HomeMicrosoft Teams5 Best Practices for Microsoft Teams and Information Management

5 Best Practices for Microsoft Teams and Information Management

Learn how to set up different policies for departments sharing the same Office 365 tenant with our free webinar “Tailoring Microsoft Teams & Delegating Administration in Office 365!” on August 7th at 11:00 AM EST.


As more organizations start utilizing Microsoft Teams, there are increasing concerns around how to properly manage all the information that users are generating. In our recent webinar, we provided the basic steps of how to get information management up and running simply and quickly. The key is breaking the problem down into bite-sized, actionable chunks!  

1. Map and Understand Your Information 

The first step is to map and understand your information at a high level. Understanding the different types of collaborative areas you have in your organization should help you drill down into the specific information contained within each. The chart below provides a visual on what that may look like 

2. Implement a Classification Schema 

The next step is defining the scheme you want to use to describe your information. This can be in the form of a business classification scheme, a taxonomy, or a file plan. This schema is ultimately going to be the terms that you use to tag your information. Classifying your information will allow you to sort and organize it with labels that make surfacing and protecting pertinent data simpler 

3. Assign Actions to Terms and Deploy Across Office 365 

Once you’ve created clearly defined terms, you must then associate them with outcomes and actions. These can be a single action (e.g. destroy after 7 years) or it could be a more complex lifecycle (e.g. move to a new location, declare an item as a record, and then destroy it). Essentially, you want to map your information’s journey to make it easy to track.  

This includes being able to push out the terms and their associated actions to the locations where the relevant information will be saved. This is where you link your records management processes to your information architecture, thus ensuring the content will be classified on capture and therefore managed immediately.  

4. Streamline the User Experience 

After you have your information mapped, the next step is to automate the process. This will naturally make it easier for end users to do the right thing. End users also don’t want to be records managers, so try to set defaults and allow the system to remove the burden of those traditional records tasks wherever you can.  

5. Maintain Compliance and Integrity 

Now that you have your information mapped and automated, you still need to monitor it! Use reporting and auditing to maintain oversight of your system (and make tweaks and adjustments where required). This is where you can ensure record integrity and authenticity.  

If you want a more in-depth look at the process and to ensure your Microsoft Teams information is being properly managed, register for the on-demand version of our webinar!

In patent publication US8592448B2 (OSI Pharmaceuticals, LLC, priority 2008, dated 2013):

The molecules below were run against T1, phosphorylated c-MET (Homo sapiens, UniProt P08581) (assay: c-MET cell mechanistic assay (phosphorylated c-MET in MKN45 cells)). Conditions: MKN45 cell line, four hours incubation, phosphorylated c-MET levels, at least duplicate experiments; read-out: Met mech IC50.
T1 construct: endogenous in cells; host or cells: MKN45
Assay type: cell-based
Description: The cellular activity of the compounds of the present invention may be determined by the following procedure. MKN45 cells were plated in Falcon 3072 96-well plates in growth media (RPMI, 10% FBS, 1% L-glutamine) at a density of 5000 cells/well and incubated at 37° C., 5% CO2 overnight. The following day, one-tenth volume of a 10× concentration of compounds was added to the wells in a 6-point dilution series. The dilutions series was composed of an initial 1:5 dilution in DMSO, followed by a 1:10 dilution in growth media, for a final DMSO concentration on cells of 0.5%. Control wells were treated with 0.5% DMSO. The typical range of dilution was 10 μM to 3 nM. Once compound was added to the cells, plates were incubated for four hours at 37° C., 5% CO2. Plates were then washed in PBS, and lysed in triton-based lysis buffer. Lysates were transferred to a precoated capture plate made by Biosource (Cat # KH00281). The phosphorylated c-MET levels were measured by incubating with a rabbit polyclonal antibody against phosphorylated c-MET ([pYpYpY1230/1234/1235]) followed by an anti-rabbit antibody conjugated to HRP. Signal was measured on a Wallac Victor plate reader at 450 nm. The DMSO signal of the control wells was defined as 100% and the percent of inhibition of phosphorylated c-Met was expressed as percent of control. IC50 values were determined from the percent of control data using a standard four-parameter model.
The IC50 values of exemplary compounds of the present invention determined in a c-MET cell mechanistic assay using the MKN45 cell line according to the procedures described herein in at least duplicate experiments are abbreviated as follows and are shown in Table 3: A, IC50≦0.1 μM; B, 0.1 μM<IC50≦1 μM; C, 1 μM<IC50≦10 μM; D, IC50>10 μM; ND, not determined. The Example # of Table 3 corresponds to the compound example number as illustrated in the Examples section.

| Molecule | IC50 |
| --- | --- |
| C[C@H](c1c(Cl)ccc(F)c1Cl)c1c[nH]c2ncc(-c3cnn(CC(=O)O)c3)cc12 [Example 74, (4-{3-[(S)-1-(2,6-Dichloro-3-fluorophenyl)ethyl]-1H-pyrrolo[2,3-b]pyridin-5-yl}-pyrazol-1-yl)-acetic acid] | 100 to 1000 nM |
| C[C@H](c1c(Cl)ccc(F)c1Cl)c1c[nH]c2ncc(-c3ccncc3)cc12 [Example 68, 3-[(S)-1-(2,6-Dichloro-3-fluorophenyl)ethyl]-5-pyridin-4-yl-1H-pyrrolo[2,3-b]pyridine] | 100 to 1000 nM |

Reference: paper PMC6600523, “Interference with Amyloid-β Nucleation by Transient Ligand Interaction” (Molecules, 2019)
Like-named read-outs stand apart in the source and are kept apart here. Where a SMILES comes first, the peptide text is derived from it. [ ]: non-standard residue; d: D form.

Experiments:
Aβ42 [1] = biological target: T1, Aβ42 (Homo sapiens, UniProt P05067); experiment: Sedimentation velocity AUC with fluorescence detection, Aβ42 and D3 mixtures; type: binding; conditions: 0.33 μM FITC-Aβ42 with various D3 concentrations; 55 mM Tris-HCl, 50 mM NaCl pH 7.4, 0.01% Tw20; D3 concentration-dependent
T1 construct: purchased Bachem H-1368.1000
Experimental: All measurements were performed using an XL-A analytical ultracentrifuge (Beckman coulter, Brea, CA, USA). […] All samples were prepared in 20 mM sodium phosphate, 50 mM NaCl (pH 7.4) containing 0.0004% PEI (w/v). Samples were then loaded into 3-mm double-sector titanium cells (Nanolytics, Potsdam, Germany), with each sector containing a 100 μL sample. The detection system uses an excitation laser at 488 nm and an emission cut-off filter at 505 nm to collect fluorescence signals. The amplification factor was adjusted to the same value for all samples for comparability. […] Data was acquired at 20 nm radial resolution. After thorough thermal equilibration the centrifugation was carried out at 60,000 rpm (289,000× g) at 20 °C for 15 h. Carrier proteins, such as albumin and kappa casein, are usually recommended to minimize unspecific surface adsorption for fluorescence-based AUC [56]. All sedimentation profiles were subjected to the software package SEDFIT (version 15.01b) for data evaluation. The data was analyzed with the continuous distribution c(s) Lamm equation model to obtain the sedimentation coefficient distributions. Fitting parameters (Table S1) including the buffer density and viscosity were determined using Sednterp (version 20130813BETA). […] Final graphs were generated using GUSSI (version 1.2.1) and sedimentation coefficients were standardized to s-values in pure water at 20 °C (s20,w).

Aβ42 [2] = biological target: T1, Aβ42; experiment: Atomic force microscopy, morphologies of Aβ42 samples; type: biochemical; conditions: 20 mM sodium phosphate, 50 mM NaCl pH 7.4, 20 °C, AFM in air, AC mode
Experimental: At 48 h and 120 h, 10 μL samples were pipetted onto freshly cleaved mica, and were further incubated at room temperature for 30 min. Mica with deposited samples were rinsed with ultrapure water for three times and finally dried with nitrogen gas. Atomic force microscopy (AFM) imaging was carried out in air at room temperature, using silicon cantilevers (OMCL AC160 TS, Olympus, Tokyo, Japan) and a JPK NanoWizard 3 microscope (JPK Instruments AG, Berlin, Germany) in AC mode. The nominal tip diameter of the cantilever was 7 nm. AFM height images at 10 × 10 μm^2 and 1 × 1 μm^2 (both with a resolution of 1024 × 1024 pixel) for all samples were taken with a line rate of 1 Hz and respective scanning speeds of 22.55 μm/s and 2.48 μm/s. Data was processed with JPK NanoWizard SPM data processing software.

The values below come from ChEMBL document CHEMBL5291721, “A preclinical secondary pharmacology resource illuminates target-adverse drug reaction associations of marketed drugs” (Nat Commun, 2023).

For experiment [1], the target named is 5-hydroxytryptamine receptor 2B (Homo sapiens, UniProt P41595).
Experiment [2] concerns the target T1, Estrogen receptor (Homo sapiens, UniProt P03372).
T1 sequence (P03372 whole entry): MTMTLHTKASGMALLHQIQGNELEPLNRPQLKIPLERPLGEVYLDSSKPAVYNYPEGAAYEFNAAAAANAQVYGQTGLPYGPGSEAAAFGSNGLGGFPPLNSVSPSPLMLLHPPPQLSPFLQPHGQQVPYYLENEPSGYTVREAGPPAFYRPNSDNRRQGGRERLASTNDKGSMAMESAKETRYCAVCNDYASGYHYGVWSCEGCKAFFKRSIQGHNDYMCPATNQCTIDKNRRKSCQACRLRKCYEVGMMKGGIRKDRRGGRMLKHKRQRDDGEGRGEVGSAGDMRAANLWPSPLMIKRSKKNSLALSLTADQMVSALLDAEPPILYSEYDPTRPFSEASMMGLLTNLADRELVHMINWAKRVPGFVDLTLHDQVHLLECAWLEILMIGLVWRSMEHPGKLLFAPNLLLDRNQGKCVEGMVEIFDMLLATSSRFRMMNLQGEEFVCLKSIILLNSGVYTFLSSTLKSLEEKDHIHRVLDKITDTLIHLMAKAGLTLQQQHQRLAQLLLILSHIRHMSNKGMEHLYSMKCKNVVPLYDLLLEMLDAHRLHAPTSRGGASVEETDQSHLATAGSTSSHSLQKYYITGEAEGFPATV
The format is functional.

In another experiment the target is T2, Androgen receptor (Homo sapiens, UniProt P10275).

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Jay Leaskhttp://jay.leask.com/
I sell software, but my passion is to help translate the needs of the business into the capabilities of available technology. Over two decades in tech I have helped customers analyze collaboration solutions against actual mission needs in helping them select the best path based on their personal critical success factors. Per my training I’m a project manager (PMP), an engineer, an architect, and a designer; but ultimately, I’m a problem solver.

5 COMMENTS

  1. Hi Jay,

    This is a really useful article, and it helps me to think a little more clearly in how I would set up a collaborative environment in an organisation.

    In the chart in section 1 above there are three types of collaboration setups: Team Space, Project Space, and Communities. They closely correspond to what I think happens in an organisation, and it would make sense to mirror these in the organisation of a collaborative platform like MS 365. My question is: while I understand the Team Space maps pretty much directly onto a single MS Teams Team, I am wondering what would be a good tool to set up a Project Space and a Community? Projects get created and destroyed (well, archived) frequently, and it should be quick and easy to set them up and add many people from multiple Teams. It might be too cumbersome to have to create a Team for each project. Communities are the opposite, they need more tools to document work and build practices over years.

    How would you set these up? Thanks a lot in advance for any insights

    • Lukasz, LOVE the way you’re approaching this.

      A typical response to this might be “Communities go in Yammer” and “Projects go in SharePoint” and while I hate to give you a “it depends” response, it really depends.

      What I mean by this is every organization is going to have a different approach to how they want the system used, but also to what a “project” or “community” means to them. They’ll also have different concerns and solutions to the “cumbersome” statement you made.

      For one of my customers, a Systems Integrator in the US Defense Industrial Base, they have very serious concerns about contractual sharing – you MAY NOT see contract documents unless you are “read in” on that contract. This means that they have to not only have permissions boundaries around every project, but they have to have a process for vetting each person added to that permissions boundary. Now, they ALSO want to have the conversations capabilities in Teams, so this rules out JUST using SharePoint. For them, a Team is an OPTION in the process, and they use the Questionnaire feature in Cloud Governance to determine if the features of a team are important to the requestor at the time of provisioning.